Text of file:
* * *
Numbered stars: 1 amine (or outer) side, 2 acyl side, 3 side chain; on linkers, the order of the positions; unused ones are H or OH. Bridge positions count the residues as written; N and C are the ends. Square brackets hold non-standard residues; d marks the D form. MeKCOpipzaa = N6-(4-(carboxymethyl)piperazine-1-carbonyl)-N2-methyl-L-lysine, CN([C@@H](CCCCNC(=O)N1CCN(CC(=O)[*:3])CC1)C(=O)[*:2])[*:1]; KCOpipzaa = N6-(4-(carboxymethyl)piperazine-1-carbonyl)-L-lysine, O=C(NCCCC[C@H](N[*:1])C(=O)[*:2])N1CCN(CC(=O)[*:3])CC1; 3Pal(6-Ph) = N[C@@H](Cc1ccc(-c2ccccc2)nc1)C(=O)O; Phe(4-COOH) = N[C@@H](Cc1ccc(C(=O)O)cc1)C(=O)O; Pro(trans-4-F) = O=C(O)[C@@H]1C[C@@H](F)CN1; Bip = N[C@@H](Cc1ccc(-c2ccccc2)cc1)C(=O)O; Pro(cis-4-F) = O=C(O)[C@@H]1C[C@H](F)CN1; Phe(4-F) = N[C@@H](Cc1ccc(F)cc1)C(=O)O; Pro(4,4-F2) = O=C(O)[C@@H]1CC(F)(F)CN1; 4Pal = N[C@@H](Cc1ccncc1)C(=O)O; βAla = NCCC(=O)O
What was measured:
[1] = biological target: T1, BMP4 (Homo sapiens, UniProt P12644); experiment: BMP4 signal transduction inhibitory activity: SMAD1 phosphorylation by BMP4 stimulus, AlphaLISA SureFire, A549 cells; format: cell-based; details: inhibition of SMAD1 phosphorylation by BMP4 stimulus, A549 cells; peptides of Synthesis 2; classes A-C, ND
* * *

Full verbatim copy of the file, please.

Numbered stars: 1 amine (or outer) side, 2 acyl side, 3 side chain; on linkers, the order of the positions; unused ones are H or OH. Bridge positions count the residues as written; N and C are the ends. Square brackets hold non-standard residues; d marks the D form. MeKCOpipzaa = N6-(4-(carboxymethyl)piperazine-1-carbonyl)-N2-methyl-L-lysine, CN([C@@H](CCCCNC(=O)N1CCN(CC(=O)[*:3])CC1)C(=O)[*:2])[*:1]; KCOpipzaa = N6-(4-(carboxymethyl)piperazine-1-carbonyl)-L-lysine, O=C(NCCCC[C@H](N[*:1])C(=O)[*:2])N1CCN(CC(=O)[*:3])CC1; 3Pal(6-Ph) = N[C@@H](Cc1ccc(-c2ccccc2)nc1)C(=O)O; Phe(4-COOH) = N[C@@H](Cc1ccc(C(=O)O)cc1)C(=O)O; Pro(trans-4-F) = O=C(O)[C@@H]1C[C@@H](F)CN1; Bip = N[C@@H](Cc1ccc(-c2ccccc2)cc1)C(=O)O; Pro(cis-4-F) = O=C(O)[C@@H]1C[C@H](F)CN1; Phe(4-F) = N[C@@H](Cc1ccc(F)cc1)C(=O)O; Pro(4,4-F2) = O=C(O)[C@@H]1CC(F)(F)CN1; 4Pal = N[C@@H](Cc1ccncc1)C(=O)O; βAla = NCCC(=O)O
What was measured:
[1] = biological target: T1, BMP4 (Homo sapiens, UniProt P12644); experiment: BMP4 signal transduction inhibitory activity: SMAD1 phosphorylation by BMP4 stimulus, AlphaLISA SureFire, A549 cells; format: cell-based; details: inhibition of SMAD1 phosphorylation by BMP4 stimulus, A549 cells; peptides of Synthesis 2; classes A-C, ND